Mods and rockers. Scooters and Bank Holiday punch ups- this long green padded warm coat with a fur-lined hood was an iconic fashion statement, big with the Mods of the sixties. Although the parka coat will always be associated with the 60s, by the 70s the parka was back again, although it had probably never been away.
Parka coats have their origins in the Arctic and were invented by the Inuit people- whom we used to call the Eskimos. Long jackets with fur-lined hoods pulled tight around the face were ideal for the these freezing weather conditions. The word parka means animal skin.
Parkas were first adapted for use by the US military in the 1950s. These snorkel parkas were so called because when you pulled the hood tight you could only see the eyes of the wearer – so looked like a mask. The fishtail parka was bought in for the Korean War. It was longer at the back than the front so you could tie it round your legs. Both these types of parkas were available in army surplus stores and were cheap to buy.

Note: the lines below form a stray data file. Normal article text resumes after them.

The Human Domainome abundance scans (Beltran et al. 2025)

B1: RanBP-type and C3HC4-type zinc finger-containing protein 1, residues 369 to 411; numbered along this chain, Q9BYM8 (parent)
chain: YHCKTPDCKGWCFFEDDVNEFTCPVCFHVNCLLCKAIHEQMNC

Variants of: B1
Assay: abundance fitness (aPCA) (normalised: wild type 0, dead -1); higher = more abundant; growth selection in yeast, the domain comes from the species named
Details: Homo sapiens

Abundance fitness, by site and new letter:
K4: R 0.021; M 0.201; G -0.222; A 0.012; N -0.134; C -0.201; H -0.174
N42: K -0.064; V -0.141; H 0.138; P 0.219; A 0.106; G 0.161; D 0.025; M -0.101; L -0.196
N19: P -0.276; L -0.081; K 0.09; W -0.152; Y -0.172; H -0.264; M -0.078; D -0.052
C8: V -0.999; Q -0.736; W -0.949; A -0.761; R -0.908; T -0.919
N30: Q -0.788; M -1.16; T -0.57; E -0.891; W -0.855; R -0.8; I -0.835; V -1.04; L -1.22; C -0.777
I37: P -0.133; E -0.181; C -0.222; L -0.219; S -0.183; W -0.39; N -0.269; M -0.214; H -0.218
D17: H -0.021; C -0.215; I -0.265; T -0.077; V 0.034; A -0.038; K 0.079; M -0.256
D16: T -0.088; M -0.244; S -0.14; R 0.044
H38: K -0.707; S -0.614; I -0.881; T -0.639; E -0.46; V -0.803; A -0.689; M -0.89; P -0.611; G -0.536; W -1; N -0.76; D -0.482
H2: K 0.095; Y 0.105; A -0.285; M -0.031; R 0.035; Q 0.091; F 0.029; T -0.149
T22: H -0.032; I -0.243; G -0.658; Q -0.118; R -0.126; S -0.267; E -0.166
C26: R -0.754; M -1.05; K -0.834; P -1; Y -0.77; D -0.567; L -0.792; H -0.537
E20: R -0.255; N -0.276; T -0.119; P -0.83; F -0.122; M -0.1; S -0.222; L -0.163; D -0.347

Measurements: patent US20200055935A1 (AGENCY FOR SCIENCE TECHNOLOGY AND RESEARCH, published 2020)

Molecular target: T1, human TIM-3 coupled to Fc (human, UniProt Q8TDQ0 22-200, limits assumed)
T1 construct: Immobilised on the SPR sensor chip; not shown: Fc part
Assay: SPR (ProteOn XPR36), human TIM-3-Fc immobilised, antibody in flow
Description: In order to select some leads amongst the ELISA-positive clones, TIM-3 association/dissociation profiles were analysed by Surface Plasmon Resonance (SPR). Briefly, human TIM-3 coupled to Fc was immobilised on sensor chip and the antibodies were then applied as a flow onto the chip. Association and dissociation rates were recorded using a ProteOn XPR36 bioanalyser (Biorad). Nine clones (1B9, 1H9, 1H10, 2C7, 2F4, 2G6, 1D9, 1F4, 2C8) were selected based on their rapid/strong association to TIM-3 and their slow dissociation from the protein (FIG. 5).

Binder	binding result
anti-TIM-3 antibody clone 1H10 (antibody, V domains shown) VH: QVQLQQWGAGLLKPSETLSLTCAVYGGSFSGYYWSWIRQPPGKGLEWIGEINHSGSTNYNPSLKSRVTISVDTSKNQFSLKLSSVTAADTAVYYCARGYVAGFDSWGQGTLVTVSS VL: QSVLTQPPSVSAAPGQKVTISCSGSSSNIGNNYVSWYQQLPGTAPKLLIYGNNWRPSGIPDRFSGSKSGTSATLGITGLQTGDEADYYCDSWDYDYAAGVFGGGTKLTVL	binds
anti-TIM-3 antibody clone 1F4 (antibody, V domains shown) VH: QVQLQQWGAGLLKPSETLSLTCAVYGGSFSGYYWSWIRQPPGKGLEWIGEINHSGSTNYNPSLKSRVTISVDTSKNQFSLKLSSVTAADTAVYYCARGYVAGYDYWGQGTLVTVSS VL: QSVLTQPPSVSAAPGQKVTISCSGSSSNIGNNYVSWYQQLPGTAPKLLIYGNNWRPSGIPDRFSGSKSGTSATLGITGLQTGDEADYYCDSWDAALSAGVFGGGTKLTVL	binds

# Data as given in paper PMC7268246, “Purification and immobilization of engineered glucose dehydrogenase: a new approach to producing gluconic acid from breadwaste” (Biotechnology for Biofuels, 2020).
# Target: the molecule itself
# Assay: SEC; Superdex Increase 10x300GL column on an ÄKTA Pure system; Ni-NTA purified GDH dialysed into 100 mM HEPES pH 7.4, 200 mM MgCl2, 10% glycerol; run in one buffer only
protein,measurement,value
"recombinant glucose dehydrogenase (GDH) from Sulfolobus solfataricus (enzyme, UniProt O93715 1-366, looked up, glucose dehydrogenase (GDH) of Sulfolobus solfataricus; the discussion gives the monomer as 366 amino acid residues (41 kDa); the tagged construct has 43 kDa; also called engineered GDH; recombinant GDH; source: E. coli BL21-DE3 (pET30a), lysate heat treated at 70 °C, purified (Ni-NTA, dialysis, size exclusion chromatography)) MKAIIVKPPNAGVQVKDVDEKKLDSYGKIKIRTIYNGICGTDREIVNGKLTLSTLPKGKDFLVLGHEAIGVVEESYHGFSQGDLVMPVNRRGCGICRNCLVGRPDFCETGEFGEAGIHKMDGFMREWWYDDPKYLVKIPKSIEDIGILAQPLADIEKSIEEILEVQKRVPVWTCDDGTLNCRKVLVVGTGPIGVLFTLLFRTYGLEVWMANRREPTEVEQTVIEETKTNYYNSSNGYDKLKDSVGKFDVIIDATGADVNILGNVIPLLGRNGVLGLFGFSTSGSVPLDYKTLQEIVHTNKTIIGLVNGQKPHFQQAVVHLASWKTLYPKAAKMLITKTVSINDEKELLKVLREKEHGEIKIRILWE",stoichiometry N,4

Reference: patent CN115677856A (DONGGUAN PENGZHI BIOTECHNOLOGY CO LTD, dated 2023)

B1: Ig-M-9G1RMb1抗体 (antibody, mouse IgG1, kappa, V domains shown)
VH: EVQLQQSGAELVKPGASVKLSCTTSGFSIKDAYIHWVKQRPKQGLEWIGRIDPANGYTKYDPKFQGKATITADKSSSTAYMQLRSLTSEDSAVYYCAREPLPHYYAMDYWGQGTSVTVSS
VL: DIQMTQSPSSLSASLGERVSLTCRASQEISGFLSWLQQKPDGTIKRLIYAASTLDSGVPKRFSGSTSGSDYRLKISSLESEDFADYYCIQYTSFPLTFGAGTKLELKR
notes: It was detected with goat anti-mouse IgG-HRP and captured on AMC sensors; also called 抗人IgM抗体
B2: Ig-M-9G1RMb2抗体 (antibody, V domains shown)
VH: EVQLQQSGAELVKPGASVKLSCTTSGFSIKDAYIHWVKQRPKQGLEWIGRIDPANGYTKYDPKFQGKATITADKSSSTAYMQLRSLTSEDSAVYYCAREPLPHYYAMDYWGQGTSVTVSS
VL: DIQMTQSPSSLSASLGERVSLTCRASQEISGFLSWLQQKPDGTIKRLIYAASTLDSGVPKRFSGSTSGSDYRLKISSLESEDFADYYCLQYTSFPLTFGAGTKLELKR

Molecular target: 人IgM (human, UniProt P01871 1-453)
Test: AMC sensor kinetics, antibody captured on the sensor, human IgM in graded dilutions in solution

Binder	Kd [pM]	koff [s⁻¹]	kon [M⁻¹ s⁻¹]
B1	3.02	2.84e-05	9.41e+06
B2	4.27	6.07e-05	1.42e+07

Clothing manufacturers were quick to follow.
In the 70s, the fur lined snorkel style parka became extremely popular with schoolchildren. This coat with its bright orange lining, green exterior and fur lined hood was the most common school coat for boys in the US and extremely popular in Britain too. It fell out of favour a little – like anoraks the parka became a bit unfashionable.
However, the army surplus fishtail parka always remained in style. In the 1970s, the parka was back. The album Quadrophenia – a rock opera by The Who about the Mod years was released in 1973 and the later film in 1979 guaranteed that the fishtail parka was still firmly in place.
This warm coat was taken up by the punks too. Singer Fergal Sharkey with Northern Irish punk band the Undertones always wore a fish tail parka.